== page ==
Friday, October 30, 2015

Call of the Wild?

Late every afternoon I drive my standard poodle, George, to the Outback, an off leash dog park of over 100 acres. It makes my heart happy to drive down the boulevard with George. He hangs his head out the back window and sniffs the breeze like a wine connoisseur testing the latest batch from a favorite vineyard.

The time we spend at the Outback is therapeutic for us both. It’s good for me to walk outside in the fresh air while George “visits” with the other dogs. “Visit” is my euphemism for all the sniffing of sensitive areas the dogs do. It’s fascinating in an anthropological sort of way. What in the world do they actually learn about each other? Does one breed smell different from another? 

George has simple pleasures. All he wants to do at the park is run. Nothing pleases him more than to find another fleet of foot pooch willing to chase and growl with him. The growling is essential. The two usually run long spurts and then make a tight circle back to their owners. That’s when they growl at each other. It reminds me of little boys in the back yard playing cowboy and Indians and making shooting noises at each other.

My dog doesn’t want to chase a ball or stick or frolic in the water. We’ve been visiting this park daily for almost a year ago, and in all this time, not once on even the hottest most humid day has he offered to join the others in one of the three shallow ponds on the property.

We are not fair weather attendees. Two days ago we were there almost by ourselves to walk the paths in cool, softly drizzling rain. We took our usual route through the park with George leading the way. As we headed back to the entrance, George took a detour and walked straight into a pond. Standard poodles have a delightful prance which was totally absent on this occasion. It was more like he was headed to the guillotine. He stopped with the water at chest level and turned back to look at me with an expression that seemed to say, “Now what?”

I don’t do water. As a child growing up on a secluded piece of property with open stock tanks, Mother taught me to fear the water. She knew I was likely to wander away from the house and wanted to avoid the need to drag the two open bodies of stagnant water if I went missing. I signed up for swimming lessons at university but had so many ear infections, I was given a medical release from the class.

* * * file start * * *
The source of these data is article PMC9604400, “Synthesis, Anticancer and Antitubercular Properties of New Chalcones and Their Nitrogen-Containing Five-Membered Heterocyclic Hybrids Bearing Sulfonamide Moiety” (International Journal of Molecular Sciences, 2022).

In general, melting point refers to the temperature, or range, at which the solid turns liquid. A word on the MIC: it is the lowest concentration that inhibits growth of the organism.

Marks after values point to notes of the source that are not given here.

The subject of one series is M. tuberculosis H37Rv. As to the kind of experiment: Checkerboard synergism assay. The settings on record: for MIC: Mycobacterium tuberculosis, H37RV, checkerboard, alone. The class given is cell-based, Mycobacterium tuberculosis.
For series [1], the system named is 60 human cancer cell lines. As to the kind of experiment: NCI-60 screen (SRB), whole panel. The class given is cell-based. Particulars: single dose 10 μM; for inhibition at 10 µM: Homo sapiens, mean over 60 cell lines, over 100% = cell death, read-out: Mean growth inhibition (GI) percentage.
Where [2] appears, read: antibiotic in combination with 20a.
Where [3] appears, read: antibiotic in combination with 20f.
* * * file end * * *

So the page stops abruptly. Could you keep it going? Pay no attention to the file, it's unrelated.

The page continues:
I do sort of know how to swim. Well, I can float and my dog paddle isn’t bad but not in boots and a rain coat. George and I stood staring at each other in the misty rain. No amount of cajoling or whistles would make him budge. He seemed frozen with fright. 

There was no choice. I set my handbag on the bank and waded in praying all the while that any water moccasins residing in that particular pond were busy gathering their supper on the other side. I had to drag my beloved hound out by his collar.

We were back at the park yesterday. George resumed his usual routine. My dog friends laughed about our adventure and reminded me poodles are water dogs. They know it and I know it, but did anyone think to tell George?

The Christmas Tree

We're empty nesters, and this Christmas was the first time I was left to decorate our tree by myself. The tree  is always a challenge in our household. My husband isn't handy or enthusiastic about sentimental holiday traditions.

Securing the tree in the stand is always a tremendous challenge for me. One year around 1985 or '86, it fell down during Christmas dinner. We removed all the ornaments and had it out on the curb immediately after lunch. I had all the children stand out on the curb the next morning and took their picture with the naked tree.

The next year I used the same stand and put the tree in the same spot close to a window in the living room. I then hammered a small nail into the top of the window facing and tautly tied heavy weight fishing line from the nail to the top of the tree. The line looked like a spider web. Every few days, I would forget what it was and make a mad dash for something to clear it away.

It was also about this time that our neighborhood completed a cycle in its development. Many of the original owners became empty nesters and sold out for smaller places. The Orthodox Temple had moved from mid-town to a couple of streets over from us. Our neighbor changed to approximately half Catholic and half  Jewish.